Viscerotomies also helped confirm the existence of an alternative yellow fever pattern, later called "jungle yellow fever." Between 1929 and 1932, the CYFS had succeeded in tracking and controlling yellow fever in northeast Brazil, and was cautiously optimistic that by continuing to kill off the Aedes aegypti mosquito, the disease could be eradicated. But several isolated epidemics occurred in Brazil and neighboring countries during those same years, and while viscerotomies showed the characteristic yellow fever damage, inspectors could find no Aedes aegypti mosquitoes anywhere within range. By 1935 investigations proved that humans were not, after all, the sole hosts of the disease: monkeys in some jungle border regions could be infected with yellow fever, and mosquitoes other than Aedes aegypti could transmit it to humans.

Fortunately, a yellow fever vaccine was developed by Rockefeller Institute researchers in 1937, and this was rapidly added to yellow fever control programs in South America. During 1938 alone, the CYFS teams vaccinated over 800,000 Brazilians.

While Soper and the CYFS were advancing both control and understanding of yellow fever, another serious disease threat appeared in northeastern Brazil. Anopheles gambiae mosquitoes, the most efficient malaria vectors, were indigenous to Africa. But in 1930, Raymond Shannon, a Rockefeller Foundation entomologist, discovered that gambiae (apparently recently arrived from Africa) were breeding in Natal, Brazil. Three weeks later, a severe outbreak of malaria was underway there. Soper urged Brazilian authorities, including the President, to eradicate the gambiae while their numbers were still small, but nothing was done immediately. In 1931, the CYFS was asked to help with eradication efforts in Natal; these efforts were successful by 1932, but the campaign was not carried inland. Meanwhile, yellow fever eradication kept everyone busy, including Soper, and no serious outbreaks of malaria were reported.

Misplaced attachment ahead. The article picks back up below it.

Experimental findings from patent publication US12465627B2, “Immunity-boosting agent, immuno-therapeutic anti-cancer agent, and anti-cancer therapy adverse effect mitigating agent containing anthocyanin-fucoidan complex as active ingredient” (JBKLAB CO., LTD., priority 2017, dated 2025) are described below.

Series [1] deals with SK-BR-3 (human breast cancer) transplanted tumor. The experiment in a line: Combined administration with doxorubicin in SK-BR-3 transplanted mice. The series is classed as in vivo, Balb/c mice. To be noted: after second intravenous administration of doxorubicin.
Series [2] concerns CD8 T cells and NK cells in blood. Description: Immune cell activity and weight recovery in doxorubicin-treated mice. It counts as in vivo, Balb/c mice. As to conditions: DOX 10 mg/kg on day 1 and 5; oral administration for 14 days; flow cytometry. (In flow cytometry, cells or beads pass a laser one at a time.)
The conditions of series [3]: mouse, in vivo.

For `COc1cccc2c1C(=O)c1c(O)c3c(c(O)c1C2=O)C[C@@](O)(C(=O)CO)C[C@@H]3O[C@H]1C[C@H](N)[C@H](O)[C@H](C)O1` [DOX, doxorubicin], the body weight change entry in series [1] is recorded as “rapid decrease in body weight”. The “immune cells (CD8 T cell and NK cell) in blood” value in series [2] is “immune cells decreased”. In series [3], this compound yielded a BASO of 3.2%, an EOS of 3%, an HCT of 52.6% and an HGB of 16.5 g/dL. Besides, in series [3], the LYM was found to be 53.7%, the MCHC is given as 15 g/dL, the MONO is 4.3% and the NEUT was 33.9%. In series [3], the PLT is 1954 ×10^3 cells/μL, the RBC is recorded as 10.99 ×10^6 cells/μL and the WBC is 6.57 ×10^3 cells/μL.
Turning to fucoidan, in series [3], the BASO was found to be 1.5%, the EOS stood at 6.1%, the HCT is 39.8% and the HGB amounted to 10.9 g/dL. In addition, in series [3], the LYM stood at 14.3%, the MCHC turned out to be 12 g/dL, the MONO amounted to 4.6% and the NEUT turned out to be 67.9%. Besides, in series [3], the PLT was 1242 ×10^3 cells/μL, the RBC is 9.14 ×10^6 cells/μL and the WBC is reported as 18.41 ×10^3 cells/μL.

As Soper later wrote, the Brazilian authorities and the CYFS directors misjudged badly when they failed to follow up their successes in 1932. Epidemic malaria appeared in CearĂ¡ in April 1938, and a gambiae survey begun in October showed that the mosquitoes had become established far into the interior. In January 1939, the Malaria Service of the Northeast (MSNE) was established by Brazil's government, with Rockefeller Foundation contracted to administer the program, and freely share personnel and resources with the CYFS. Soper was chief of both services. The effective organization of CYFS, and improved procedures for applying the Paris green larvicide to rural areas, along with increased funding from both Brazil's government and the Rockefeller Foundation, allowed the MSNE to finish its mission by June 1942. The invading mosquitoes were stopped and finally eradicated from the known infested areas in less than two years.